People are speaking at these conferences for free.

People are writing resources and sharing them for free.

People are reading, blogging, talking and thinking.

People are experiencing the intellectual thrill they experienced at university. Many of us had assumed that this thrill was a treat limited to the student life rather than an integral part of…

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Blog of the Week: 5 July 2019 – 10 Techniques for Retrieval Practice

teacherhead

Image Credit: https://emptechgroup.com/the-internet-of-things/

I’ve written about retrieval practice several times in other posts but here I just want to make it easy to lay out various alternative methods for the process of reviewing your students’ knowledge and understanding.   Before doing that, I would suggest that there are some key principles:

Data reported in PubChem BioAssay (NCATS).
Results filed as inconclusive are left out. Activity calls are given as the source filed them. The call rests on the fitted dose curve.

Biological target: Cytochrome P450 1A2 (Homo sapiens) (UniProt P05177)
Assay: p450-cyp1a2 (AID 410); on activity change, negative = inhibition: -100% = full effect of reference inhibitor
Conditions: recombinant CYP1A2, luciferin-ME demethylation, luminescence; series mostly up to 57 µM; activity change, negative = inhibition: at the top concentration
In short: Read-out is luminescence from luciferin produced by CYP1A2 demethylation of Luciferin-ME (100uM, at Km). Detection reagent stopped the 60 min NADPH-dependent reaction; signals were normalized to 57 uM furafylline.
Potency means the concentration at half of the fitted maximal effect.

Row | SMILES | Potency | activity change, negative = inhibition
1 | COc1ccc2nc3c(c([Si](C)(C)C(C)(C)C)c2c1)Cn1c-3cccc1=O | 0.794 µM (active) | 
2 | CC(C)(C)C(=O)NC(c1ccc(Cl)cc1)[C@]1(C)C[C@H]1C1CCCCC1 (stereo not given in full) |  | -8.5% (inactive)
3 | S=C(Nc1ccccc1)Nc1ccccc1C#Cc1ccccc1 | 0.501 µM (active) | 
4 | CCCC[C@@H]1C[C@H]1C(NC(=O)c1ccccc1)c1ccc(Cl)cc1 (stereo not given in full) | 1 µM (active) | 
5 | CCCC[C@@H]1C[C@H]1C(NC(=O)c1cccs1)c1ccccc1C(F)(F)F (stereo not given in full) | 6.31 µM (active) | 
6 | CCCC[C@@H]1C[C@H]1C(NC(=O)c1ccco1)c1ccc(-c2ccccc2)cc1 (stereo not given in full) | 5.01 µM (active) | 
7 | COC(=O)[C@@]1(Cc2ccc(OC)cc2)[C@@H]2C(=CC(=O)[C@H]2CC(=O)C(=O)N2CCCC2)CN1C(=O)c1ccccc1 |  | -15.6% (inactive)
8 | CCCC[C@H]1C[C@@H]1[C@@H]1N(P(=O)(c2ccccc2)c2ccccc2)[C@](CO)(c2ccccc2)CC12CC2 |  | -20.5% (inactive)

1. Involve everyone:  Good techniques involve all students checking their knowledge, not just a few and not just one at a time as you might do when questioning.
  2. Make checking accurate and easy:  it should be possible for all students to find out what they got right and wrong, what they know well and where they have gaps. Every technique involves students testing their knowledge and then checking their work for accuracy and completeness. (This is not the same as giving students extended mark schemes to mark longer assessments which, for me goes beyond a simple retrieval practice activity)